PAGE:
From the desk of Scott Martin, direct response copywriter, Aspen, Colorado.
Other Really Bad Ways to Find Clients
In the last email, I wrote about my general disdain for the commodity sites where writers bid on projects. In this email, I'm going to write about some other ways to find clients … and why I generally don’t like these ways.
Let’s look at some of these other methods. Every day, I get an email with links to writing jobs. To be frank, I have no idea who sends this to me. It might be some type of Google robot. The sender doesn’t matter. Most of the links are to Craigslist ads.
You’ll find, and I’m not making this up, people who want a full-on landing page for $75. I once replied to an ad with the question, “what sort of quality do you expect for $75?” I did not receive a reply. You will also find jobs and gigs posted on social media. Enter "direct response copywriter" on Twitter and you'll be surprised to find some gigs. Again … the vast majority of these clients are poor prospects.
What about the major job sites like Monster? You’ll find a lot of full-time jobs and these may be good options if you’re looking for this type of opportunity. You’ll have to move somewhere. But part of the joy of freelancing is living exactly where you want to live. Right? But, to be fair, a full-time copywriting job will give you a ton of excellent experience.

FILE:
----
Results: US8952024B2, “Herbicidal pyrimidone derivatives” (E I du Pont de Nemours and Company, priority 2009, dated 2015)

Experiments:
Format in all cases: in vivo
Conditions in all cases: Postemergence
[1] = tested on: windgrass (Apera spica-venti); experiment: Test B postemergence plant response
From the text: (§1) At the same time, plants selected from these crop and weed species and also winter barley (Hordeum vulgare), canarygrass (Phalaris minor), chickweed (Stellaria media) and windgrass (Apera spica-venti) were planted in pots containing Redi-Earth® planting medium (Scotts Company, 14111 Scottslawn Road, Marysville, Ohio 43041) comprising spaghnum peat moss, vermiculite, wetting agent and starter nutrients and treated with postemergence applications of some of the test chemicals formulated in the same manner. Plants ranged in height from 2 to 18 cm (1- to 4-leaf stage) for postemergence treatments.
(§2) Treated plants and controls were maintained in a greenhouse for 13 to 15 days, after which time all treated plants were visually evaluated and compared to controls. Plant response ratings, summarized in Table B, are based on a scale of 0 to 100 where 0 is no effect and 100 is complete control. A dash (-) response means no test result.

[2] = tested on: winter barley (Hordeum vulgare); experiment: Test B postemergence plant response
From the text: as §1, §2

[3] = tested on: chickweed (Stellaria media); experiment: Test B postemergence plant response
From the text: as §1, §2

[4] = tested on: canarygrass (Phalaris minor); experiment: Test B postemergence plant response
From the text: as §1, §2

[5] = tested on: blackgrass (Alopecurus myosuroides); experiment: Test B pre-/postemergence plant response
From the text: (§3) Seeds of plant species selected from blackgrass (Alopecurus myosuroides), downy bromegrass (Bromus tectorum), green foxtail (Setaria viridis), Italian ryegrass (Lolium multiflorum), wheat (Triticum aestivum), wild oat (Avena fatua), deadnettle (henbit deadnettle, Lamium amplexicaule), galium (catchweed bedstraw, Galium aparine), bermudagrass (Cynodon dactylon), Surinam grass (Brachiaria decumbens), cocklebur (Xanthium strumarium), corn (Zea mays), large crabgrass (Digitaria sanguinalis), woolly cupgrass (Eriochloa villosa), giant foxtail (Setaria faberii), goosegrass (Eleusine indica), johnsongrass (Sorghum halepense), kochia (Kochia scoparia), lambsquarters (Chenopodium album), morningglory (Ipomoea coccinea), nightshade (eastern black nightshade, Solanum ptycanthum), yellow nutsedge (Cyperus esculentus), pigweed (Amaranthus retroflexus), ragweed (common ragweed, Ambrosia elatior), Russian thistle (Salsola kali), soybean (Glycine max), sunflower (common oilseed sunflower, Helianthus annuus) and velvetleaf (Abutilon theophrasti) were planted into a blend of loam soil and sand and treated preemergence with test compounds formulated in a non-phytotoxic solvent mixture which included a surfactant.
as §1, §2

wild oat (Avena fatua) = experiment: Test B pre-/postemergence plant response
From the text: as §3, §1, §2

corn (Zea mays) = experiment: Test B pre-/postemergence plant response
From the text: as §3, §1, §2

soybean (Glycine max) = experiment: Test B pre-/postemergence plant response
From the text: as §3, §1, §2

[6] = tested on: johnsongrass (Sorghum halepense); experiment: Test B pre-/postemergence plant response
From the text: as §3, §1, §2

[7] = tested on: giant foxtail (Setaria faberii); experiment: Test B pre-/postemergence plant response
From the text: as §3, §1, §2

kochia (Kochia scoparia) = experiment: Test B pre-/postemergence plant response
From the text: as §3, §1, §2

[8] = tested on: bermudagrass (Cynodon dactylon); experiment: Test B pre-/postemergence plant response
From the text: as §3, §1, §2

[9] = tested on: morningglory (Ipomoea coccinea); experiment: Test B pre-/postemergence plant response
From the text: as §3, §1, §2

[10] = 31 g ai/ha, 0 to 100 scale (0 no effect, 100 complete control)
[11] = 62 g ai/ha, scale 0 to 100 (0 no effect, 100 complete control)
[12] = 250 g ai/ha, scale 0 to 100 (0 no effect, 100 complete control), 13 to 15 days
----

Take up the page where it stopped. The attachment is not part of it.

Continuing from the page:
You’ll find some potential opportunities on marketing forums. One of them is the well-known Warrior Forum which is a general meeting place for Internet marketers. Some copywriters post on Warrior regularly. I had a really horrible client contact me through Warrior.
Maybe I should spend more time on Warrior and similar sites. But if you genuinely want to spend some time in the modern equivalent of The Wild Wild West, then go to Warrior right now.
There’s an easier and better way to find clients: select the ones you want and consistently contact them.
Scott Martin Direct Response Copywriter